God’s grace toward us should make us so humble and so grateful that we have no room for racism, arrogance, stereotypes, or anything else that takes away from the glory of God. God’s grace should change our identity and lead us to see that it is Christ, not our careers, sports teams, or skin color that gives us identity and meaning. And when we find our identity in Christ, we will not look down on those whose careers, sports teams, or skin color is different than ours.
Even more than that, verse 18 says that we all approach the same Father through the same Spirit! The Jews and Gentiles, who once warred with each other, now share the same Father and talk to Him through the same Spirit, because of the gracious work of the Son. The Triune God has eternally acted to bring sinners from vastly different backgrounds, even and especially backgrounds that normally would not interact and may even hate each other, together in Christ in order to display His glory by His grace!
“So then you are no longer strangers and aliens, but you are fellow citizens with the saints and members of the household of God, built on the foundation of the apostles and prophets, Christ Jesus himself being the cornerstone, in whom the whole structure, being joined together, grows into a holy temple in the Lord. In him you also are being built together into a dwelling place for God by the Spirit.”–Eph. 2:19-22
It’s been said that an American Christian has more in common with, say, an African or Asian Christian, than he or she has with an non-Christian American. Our identity in Christ is rooted in what He has done, and we now relate to others in the church, not based on ethnic or racial makeup, but by a common faith in and experience of the grace of God.
Did you catch what Paul says at the end of this chapter? He says the church is “being built together into a dwelling place for God by the Spirit.” This is incredible! A group of people who normally would have nothing in common is becoming more and more like Jesus because of Jesus! A group of people who have been humbled by a shared experience of grace and now find their identity in Christ are learning to live that out together, with people from various backgrounds and social statuses. This is good news!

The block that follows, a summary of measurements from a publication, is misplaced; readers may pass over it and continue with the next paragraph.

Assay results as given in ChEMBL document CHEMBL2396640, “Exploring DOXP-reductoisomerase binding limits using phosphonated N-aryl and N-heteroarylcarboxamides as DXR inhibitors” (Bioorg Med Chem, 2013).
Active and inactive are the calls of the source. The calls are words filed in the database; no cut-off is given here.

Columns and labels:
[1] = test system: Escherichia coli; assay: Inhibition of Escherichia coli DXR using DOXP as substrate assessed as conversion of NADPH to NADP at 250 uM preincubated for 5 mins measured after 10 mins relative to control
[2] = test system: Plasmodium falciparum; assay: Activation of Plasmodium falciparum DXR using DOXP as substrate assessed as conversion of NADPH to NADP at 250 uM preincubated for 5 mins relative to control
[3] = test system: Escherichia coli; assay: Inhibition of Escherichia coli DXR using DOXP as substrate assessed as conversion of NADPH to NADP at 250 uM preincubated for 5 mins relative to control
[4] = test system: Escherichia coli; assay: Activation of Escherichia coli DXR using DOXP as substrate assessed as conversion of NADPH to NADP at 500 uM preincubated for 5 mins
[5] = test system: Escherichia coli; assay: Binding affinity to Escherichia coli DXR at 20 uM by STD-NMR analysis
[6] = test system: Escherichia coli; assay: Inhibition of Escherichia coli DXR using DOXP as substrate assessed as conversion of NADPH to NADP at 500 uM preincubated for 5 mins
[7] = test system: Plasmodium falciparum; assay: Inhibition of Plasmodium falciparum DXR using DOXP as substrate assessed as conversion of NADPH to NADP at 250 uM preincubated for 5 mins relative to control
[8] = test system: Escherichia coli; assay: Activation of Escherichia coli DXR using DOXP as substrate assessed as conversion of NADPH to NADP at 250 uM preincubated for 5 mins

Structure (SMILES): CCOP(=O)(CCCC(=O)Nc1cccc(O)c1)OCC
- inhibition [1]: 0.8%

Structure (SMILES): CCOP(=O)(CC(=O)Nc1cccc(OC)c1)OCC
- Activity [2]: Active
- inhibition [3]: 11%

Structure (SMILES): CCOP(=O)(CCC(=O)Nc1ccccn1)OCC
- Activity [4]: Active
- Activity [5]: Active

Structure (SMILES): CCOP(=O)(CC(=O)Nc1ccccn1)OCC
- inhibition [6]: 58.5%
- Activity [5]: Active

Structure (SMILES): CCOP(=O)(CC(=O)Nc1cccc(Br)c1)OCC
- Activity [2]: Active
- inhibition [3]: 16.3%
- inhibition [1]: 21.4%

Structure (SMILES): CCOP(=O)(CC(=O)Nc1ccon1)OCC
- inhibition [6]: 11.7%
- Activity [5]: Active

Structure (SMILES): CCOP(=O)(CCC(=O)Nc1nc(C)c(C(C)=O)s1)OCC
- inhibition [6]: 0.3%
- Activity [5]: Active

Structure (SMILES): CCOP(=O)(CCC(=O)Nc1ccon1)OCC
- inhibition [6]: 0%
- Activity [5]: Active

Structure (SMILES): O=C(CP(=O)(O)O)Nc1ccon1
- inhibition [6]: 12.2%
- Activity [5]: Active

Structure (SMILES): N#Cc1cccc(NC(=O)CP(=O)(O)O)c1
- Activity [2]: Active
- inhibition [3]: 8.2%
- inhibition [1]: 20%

The church is really a miracle, when you think about it. We are only together because of Christ. As I said in the beginning, the two guys in my small group became my friends because of our common faith. While they’re excellent people and fun to hang around, I likely wouldn’t have met them if it were not for the grace of God.
God destroys the wall of hostility, taking foes and making them friends, in Christ. He takes those who would not ever be together nor want to be together and calls them His children, and they begin to worship together, live together, eat together.
We are identified by Christ. We are saved by Christ. We are united by Christ. Praise God.
Lord, may we remember your grace toward us. May we remember your grace so that we can show it to others, and treat our brothers and sisters in Christ with grace. May we never forget that we are united and identified by you, and may this help us be a united church, a beautiful church, a church made up of many different people praising the same Savior.